Peter Hibberd, M.D., is a doctor whose advice is based on more than 28 years of hospital outpatient and inpatient experience. He is an experienced emergency medicine physician, surgeon, and consultant. Dr. Hibberd is certified by the American Board of Emergency Medicine. He is also a fellow and active member of the American Academy of Family Physicians, an active member of the American College of Emergency Physicians, and a member and fellow of the American Academy of Emergency Medicine. Dr. Hibberd has earned numerous national and international professional certifications, memberships, and awards.
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How Is Wegener's Treated?

Friday, 16 Jul 2010 09:38 AM

Question: I have been diagosned with Wegener's. Could you please recommend treatment for this medical condition?

Dr. Hibberd's Answer:

Wegener's granulomatosis is an uncommon disease of the immune system. It can be a challenge to recognize, and is diagnosed by tissue examination in conjunction with X-ray and blood and urine analysis with an ANCA (anti-neutrophil cytoplasmic antibody ... an abnormal protein belonging to our immune tissue and called an abnormal immunoglobulin or autoantibody) titre that seems to correlate with disease activity.

Wegener's is an autoimmune disorder where the immune system attacks its own body tissues. An inflammation of blood vessels (called a vasculitis) starts a cascade of tissue destruction and the formation of clusters of nonfunctional tissue called granulomas. It frequently involves lung, sinuses, eyes, ears, nose, kidneys, skin, and other organs. Its treatment depends upon its stage and severity.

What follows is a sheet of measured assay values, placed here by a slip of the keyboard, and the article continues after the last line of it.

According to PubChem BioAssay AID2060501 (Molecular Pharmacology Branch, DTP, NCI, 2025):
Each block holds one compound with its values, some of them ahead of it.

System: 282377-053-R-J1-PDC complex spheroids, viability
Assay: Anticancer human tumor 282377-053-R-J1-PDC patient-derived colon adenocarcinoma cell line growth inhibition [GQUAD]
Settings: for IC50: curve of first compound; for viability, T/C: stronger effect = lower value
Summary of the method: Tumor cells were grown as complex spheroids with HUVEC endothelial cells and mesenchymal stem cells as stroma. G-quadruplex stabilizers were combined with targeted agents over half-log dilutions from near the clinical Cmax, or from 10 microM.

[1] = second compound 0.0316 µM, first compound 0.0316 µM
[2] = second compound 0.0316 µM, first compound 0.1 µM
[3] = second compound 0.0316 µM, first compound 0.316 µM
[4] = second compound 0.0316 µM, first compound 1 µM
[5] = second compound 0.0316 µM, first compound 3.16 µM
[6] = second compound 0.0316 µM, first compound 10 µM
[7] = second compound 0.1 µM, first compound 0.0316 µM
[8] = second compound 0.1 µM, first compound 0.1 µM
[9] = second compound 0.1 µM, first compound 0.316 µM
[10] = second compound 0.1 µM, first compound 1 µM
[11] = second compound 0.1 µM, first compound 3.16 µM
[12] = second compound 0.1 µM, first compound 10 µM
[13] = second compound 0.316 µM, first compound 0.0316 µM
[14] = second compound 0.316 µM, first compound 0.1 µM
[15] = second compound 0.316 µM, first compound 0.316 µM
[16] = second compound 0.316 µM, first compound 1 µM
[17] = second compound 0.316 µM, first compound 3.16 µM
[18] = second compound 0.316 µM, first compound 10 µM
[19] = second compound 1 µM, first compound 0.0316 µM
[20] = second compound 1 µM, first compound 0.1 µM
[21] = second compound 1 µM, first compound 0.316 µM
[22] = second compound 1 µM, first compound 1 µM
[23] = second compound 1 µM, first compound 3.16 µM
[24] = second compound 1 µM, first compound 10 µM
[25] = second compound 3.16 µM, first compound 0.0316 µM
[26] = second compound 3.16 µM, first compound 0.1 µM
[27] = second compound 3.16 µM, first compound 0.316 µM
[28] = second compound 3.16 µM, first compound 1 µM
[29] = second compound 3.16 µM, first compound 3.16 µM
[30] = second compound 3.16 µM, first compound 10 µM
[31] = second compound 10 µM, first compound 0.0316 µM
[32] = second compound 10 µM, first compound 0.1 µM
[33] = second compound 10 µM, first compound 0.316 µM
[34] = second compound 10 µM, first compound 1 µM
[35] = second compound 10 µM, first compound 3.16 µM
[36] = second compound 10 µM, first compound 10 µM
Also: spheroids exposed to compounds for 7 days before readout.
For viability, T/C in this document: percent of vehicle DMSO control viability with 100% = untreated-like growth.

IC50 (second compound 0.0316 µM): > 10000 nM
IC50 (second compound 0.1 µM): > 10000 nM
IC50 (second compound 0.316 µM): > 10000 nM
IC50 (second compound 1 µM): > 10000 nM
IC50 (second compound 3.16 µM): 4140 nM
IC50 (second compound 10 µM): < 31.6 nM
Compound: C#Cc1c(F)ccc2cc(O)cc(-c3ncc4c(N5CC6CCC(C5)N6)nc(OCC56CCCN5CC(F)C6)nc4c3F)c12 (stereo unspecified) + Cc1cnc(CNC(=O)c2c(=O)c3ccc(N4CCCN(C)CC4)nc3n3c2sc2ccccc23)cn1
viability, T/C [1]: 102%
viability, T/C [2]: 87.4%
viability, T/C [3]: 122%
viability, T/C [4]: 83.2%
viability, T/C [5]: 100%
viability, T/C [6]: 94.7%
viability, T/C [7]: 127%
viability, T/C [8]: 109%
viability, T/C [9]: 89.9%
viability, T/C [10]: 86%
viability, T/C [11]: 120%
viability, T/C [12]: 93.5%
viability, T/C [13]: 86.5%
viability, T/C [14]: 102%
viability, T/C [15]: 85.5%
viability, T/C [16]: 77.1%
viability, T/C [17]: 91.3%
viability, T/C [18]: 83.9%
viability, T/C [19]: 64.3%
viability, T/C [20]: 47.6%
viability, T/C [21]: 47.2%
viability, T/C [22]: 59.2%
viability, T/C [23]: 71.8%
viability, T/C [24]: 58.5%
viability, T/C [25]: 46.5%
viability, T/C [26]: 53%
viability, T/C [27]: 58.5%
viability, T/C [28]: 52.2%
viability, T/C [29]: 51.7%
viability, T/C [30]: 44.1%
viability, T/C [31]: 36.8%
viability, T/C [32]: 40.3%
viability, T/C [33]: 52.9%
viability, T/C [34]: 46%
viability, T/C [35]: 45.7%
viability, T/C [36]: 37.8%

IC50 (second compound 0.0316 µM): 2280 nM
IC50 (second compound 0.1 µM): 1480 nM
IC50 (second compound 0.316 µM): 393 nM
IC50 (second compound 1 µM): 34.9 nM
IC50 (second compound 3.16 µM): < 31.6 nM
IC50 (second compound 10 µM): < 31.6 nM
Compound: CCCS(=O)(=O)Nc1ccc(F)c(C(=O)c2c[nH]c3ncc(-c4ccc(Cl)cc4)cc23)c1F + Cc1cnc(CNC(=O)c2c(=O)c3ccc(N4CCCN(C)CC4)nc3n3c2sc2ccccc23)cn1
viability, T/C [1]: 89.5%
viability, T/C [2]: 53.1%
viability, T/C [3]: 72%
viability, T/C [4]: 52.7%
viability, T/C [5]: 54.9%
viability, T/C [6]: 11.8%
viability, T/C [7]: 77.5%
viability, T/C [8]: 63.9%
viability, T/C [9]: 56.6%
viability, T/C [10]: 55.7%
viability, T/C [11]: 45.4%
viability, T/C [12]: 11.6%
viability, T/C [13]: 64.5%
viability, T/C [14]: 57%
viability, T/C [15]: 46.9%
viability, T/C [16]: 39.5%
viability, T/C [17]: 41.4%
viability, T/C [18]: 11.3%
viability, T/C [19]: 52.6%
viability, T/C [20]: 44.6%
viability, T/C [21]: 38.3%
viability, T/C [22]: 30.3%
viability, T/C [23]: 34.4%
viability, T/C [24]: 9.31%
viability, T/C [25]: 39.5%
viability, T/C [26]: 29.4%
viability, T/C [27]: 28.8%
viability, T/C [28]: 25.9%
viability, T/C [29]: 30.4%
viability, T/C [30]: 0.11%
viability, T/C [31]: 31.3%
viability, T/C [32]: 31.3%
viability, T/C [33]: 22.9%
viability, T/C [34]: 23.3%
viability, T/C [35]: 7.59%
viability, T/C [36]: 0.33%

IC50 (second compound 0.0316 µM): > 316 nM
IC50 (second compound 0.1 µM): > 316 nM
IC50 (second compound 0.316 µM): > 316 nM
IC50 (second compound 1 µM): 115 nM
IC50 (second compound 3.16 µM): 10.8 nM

Often, cancer drugs, such as cyclophoshamide and methotrexate; immune suppressants, such as Imuran and prednisone; and modulators of immune function, such as Cellcept, are used under close supervision by an oncologist or immunologist. Generally speaking, induction of remission is initiated by chemotherapy under the supervision of a rheumatologist/hematologist/oncologist or an immunologist.

Unfortunately, treatment is not curative, but this disease can be induced into remission that eliminates all signs of disease.

If the disease and its flare-ups can be treated early enough, remission can be maintained by medications and close supervision for periods of 20 or more years in some patients.

Not all patients require drugs during their remission periods, but it is essential to treat flare-ups aggressively. Not bad for a disease that had a first-year 82 percent mortality 50 years ago, and where most patients could expect to live five months.

After the disease is in remission, many patients live normal lives. Unfortunately, once induced into remission, over 50 percent of its victims suffer periodic flare-ups. Treat these flare-ups aggressively and the outlook is good.

The main complications of treatment concern the toxicity of the chemotherapy, so close monitoring by your doctors is strongly advised.

© HealthDay

   
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